[Related: Justice fund provides a lifeboat for immigrants in a sea of challenges to win asylum]

It was on Oct. 13, 2022 when his wife and kids were finally set to arrive at Denver International Airport. He and his close friends waited in suspense for the flood of people traveling up the escalators to include his family. 

“I was so anxious. I was just asking myself questions like, ‘what if they don't show up?’” he said with a nervous laugh. “I was just looking and then people just kept coming out, I was just looking and looking.”

Despite the desperate scanning of people, a friend’s son was the first to point them out. When Azaah finally saw them too, he was overcome with emotions. 

Selky Azaah sees his family for the first time in more than four years.
Greg Mortimer
Selky Azaah's family pictured together for the first time in four years.
Greg Mortimer

“I couldn't just hold it; I just went down on my knees. I went down my knees and hugged them,” he described. “I remember tears were just running down my eyes because it was like a dream come true.”

“I didn't cry because I was like, he was just like imaginary … like, ‘is it true? Are you the one after so many years and oh, what you've been through? Are you still alive?’” Teku said with a laugh.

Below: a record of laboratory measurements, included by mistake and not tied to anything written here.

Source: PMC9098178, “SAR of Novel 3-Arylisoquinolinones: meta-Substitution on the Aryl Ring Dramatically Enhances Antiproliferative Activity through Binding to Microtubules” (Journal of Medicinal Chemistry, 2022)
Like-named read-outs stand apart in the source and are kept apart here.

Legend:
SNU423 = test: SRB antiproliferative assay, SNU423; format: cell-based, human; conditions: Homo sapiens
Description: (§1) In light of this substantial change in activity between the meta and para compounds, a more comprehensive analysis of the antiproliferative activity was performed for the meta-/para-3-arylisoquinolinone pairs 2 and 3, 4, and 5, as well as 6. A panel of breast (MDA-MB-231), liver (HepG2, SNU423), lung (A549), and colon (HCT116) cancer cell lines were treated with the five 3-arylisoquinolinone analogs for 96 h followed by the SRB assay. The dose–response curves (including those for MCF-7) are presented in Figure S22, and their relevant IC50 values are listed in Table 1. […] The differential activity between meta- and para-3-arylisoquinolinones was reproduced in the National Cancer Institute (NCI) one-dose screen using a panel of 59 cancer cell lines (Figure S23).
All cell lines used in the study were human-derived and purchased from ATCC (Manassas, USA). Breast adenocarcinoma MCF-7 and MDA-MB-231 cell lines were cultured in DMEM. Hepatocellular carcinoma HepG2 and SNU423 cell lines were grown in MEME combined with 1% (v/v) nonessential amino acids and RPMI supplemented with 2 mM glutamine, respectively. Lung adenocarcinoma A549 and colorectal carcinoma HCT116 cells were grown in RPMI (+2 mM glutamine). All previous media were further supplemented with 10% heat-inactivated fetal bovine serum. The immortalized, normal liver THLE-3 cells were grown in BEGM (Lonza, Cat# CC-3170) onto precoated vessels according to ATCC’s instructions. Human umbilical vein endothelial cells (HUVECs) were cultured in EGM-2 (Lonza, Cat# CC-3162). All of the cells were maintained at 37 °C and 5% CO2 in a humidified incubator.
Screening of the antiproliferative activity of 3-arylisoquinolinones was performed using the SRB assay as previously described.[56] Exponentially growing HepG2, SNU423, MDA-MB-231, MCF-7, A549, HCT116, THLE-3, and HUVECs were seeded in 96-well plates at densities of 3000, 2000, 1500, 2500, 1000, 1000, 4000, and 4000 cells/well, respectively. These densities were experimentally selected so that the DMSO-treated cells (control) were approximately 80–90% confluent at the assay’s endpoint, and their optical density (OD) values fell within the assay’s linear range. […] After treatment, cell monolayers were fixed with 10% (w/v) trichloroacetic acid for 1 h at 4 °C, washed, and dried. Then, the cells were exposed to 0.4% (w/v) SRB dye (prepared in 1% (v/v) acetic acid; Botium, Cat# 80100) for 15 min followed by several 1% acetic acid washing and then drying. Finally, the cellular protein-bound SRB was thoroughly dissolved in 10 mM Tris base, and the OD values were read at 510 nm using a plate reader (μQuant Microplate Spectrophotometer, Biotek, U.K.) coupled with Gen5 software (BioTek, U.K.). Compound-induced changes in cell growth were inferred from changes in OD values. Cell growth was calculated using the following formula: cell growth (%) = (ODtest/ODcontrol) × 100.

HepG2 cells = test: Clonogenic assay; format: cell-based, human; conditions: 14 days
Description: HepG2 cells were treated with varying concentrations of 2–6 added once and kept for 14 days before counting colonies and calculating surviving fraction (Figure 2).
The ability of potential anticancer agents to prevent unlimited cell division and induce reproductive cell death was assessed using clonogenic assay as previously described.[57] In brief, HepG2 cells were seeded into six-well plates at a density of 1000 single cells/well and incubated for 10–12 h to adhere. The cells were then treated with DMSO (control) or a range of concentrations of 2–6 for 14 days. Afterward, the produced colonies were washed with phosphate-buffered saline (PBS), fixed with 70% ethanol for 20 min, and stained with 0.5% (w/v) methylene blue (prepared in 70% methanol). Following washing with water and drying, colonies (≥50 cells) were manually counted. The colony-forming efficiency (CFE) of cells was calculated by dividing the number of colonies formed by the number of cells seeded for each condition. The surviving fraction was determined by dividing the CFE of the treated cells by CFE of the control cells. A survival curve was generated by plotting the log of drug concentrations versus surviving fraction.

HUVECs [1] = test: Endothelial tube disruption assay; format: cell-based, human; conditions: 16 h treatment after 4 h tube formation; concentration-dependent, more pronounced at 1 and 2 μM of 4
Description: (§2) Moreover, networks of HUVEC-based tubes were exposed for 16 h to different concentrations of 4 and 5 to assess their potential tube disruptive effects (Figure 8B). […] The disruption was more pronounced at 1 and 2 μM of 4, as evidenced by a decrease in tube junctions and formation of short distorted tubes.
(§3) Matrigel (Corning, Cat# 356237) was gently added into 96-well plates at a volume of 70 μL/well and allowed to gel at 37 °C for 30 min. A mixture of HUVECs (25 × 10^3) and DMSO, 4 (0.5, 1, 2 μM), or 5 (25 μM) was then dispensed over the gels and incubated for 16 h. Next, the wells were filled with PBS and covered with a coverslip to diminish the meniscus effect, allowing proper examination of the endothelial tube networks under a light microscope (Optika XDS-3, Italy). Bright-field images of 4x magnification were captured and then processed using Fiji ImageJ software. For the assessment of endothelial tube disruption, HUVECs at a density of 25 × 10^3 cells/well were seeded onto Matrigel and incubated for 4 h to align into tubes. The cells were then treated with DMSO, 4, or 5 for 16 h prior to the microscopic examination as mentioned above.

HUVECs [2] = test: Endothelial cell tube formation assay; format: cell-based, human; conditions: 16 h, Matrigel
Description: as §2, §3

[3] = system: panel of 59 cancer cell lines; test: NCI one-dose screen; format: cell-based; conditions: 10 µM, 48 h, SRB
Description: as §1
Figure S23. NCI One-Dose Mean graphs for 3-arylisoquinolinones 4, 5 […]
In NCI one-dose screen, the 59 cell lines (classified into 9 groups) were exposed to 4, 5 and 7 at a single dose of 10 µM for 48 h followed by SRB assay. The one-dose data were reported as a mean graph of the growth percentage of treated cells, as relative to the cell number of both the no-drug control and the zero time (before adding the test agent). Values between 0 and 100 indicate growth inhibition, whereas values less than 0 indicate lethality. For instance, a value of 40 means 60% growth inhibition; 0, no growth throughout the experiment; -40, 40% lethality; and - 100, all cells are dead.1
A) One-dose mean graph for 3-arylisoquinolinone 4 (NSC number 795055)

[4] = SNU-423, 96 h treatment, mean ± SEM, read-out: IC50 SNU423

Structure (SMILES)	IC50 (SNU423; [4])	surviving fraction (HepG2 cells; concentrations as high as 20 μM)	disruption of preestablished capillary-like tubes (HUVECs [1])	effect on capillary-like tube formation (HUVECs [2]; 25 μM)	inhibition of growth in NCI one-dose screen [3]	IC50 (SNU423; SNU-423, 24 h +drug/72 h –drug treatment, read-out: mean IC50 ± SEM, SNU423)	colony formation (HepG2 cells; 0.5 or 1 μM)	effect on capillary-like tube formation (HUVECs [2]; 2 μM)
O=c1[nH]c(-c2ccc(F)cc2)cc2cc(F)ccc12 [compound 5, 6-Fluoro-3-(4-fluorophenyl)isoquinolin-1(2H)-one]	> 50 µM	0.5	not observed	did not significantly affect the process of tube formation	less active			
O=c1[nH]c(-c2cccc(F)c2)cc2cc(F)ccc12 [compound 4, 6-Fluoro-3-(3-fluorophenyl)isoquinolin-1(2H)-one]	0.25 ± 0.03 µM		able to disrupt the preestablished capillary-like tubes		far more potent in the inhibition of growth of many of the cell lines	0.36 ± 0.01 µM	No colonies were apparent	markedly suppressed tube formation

His son now eight years old had doubled in size, and his daughter, who was just a few months old when he last held her in his arms, is now a spunky four-year-old with the biggest smile. The four of them love to play together in their apartment while learning to adjust to their new life as a family in the United States.

“I keep on telling my wife, I'm like, ‘You're coming from totally a different place where we have laws, but the laws we have favor the rich’” Azaah explained of the laws in Cameroon. For him, he wants his wife to be careful and be aware there are many laws here that are enforced. 

Of course, arriving in October in Colorado, Teku and her children are also trying to adjust to the big difference in climate. Normally their winter in Cameroon is during the dry season, where the climate is very hot and dusty the family said. Now they are experiencing their first winter in the snow and cold.

“When I first experienced the snow I had to touch it with my hands to take pictures, and it was quite good,” said Teku. “Very cold.”